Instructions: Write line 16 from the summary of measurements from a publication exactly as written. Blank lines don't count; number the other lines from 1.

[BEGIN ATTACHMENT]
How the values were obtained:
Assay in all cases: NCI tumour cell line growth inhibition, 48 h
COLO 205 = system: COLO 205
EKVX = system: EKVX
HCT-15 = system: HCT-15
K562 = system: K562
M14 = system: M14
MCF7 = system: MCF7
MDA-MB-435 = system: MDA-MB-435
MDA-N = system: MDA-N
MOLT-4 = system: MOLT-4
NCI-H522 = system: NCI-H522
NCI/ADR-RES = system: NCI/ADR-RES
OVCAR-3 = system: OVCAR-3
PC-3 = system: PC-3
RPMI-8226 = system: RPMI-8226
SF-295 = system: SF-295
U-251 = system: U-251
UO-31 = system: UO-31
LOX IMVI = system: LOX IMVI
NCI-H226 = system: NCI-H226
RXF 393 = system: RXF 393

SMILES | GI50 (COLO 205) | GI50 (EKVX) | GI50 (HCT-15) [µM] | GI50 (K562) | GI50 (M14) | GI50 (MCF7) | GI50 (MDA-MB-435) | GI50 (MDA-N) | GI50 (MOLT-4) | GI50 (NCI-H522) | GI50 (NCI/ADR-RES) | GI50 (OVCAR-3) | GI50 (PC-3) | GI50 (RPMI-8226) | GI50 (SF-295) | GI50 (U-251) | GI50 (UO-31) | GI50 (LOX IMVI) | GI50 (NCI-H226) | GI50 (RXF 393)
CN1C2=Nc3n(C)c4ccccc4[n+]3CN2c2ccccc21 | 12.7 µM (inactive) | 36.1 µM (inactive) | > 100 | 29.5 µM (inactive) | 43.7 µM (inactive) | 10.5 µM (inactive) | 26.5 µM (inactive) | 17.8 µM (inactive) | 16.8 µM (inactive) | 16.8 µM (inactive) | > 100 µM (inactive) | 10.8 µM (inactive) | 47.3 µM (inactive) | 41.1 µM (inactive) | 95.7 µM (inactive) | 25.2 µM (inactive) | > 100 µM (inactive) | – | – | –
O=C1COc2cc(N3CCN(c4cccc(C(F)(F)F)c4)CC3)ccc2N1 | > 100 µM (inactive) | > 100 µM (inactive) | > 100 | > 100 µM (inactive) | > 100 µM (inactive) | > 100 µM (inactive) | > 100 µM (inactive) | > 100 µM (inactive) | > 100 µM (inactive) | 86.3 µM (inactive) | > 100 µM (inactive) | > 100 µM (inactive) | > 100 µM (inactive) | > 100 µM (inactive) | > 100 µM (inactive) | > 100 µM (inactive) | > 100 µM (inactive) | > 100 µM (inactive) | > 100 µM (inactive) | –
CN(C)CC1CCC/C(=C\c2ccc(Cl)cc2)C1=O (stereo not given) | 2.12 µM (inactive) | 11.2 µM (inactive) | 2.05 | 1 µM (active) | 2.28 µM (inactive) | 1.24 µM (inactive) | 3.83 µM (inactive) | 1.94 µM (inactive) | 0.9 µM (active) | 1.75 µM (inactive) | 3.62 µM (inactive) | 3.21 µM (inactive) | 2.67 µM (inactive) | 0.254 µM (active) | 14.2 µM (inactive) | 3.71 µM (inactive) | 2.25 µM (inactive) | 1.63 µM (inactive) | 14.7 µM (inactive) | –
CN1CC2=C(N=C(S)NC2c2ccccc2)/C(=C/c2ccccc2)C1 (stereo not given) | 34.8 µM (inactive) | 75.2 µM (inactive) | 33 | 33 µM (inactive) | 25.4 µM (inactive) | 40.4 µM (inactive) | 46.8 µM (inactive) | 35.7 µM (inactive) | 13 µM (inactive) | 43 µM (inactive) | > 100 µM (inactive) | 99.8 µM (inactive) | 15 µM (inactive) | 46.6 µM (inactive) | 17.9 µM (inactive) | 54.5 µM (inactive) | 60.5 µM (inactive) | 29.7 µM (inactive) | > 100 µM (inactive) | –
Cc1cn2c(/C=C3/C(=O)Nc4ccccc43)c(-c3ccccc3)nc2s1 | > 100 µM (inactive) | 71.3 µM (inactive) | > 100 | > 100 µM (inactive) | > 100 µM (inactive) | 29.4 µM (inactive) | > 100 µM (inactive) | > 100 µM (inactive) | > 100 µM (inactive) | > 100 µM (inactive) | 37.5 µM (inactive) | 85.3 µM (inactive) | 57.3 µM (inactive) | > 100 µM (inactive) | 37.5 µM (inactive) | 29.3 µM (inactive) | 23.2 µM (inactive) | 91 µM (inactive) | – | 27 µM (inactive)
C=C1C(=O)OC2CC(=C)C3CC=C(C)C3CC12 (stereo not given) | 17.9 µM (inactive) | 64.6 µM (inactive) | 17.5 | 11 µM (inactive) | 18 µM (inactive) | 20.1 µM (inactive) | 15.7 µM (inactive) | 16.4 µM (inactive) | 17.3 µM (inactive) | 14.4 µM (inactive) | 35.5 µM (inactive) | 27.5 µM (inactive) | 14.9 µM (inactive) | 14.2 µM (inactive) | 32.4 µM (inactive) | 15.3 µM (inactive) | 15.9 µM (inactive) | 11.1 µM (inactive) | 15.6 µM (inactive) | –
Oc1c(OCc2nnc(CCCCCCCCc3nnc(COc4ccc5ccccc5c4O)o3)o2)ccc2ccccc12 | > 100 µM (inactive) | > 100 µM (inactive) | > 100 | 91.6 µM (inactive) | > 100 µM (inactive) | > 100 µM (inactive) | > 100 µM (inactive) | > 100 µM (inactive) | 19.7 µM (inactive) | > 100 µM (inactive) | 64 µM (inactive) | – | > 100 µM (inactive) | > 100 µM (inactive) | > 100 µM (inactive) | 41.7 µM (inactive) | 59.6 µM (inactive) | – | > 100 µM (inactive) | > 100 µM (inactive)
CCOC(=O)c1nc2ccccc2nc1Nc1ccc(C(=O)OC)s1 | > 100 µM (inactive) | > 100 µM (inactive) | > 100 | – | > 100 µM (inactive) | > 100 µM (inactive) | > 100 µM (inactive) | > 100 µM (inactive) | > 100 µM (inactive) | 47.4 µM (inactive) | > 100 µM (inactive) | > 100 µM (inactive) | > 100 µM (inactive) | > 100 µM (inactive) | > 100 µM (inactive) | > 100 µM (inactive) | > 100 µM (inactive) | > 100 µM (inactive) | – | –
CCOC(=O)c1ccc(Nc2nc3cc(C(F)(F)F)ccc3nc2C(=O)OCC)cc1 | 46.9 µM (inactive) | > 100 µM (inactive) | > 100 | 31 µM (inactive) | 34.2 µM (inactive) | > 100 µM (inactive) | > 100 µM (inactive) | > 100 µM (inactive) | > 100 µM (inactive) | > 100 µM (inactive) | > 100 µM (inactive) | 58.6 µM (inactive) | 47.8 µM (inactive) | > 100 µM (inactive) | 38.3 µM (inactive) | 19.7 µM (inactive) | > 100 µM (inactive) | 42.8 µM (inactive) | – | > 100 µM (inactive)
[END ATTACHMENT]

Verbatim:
RPMI-8226 = system: RPMI-8226